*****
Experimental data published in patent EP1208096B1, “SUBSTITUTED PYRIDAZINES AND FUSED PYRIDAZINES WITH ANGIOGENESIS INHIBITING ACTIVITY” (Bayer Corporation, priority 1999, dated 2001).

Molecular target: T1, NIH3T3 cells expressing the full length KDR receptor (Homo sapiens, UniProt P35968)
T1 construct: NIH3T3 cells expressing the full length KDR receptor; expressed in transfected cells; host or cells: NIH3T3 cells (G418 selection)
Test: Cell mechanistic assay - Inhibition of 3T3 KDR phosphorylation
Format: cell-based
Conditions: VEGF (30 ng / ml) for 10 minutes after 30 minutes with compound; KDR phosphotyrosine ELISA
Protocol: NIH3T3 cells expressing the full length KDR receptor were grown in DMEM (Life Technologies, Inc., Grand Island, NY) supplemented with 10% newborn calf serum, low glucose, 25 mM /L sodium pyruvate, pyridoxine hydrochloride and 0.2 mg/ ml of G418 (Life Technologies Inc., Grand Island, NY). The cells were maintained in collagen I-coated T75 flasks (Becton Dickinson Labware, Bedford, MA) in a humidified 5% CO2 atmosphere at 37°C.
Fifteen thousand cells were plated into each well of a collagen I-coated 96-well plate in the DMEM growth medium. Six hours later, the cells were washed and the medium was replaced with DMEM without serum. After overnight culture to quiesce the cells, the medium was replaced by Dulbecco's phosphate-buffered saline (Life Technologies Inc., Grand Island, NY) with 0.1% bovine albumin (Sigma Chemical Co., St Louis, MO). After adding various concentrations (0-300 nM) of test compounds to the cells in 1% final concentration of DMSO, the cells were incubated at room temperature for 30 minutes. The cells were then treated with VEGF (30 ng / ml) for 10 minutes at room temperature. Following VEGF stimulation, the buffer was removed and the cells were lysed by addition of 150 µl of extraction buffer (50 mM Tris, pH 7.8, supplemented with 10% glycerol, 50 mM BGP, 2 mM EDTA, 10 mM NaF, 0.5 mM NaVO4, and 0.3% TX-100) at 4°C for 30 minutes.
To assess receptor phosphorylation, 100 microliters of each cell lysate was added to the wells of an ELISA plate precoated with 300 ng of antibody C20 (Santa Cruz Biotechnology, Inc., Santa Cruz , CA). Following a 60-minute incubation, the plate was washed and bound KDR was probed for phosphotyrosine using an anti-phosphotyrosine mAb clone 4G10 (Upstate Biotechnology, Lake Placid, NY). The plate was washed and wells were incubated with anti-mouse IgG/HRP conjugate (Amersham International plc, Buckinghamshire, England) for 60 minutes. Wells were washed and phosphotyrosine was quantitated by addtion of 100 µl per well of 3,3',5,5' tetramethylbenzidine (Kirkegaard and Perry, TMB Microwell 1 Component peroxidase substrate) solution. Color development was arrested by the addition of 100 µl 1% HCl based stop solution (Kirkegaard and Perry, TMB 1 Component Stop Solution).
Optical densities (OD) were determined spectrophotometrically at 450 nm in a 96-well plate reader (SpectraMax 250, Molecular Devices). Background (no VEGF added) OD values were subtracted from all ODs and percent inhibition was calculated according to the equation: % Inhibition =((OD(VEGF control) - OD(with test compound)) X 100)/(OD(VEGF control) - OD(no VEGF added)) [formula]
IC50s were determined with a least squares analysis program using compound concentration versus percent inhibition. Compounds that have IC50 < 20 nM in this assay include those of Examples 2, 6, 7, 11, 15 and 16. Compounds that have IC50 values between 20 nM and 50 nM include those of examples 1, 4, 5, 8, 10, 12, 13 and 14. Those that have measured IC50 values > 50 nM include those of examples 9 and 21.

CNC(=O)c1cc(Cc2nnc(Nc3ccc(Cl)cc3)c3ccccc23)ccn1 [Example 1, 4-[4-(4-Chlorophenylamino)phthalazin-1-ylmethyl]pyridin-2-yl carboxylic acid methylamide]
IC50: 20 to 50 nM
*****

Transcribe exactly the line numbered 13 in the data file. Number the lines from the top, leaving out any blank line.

IC50: 20 to 50 nM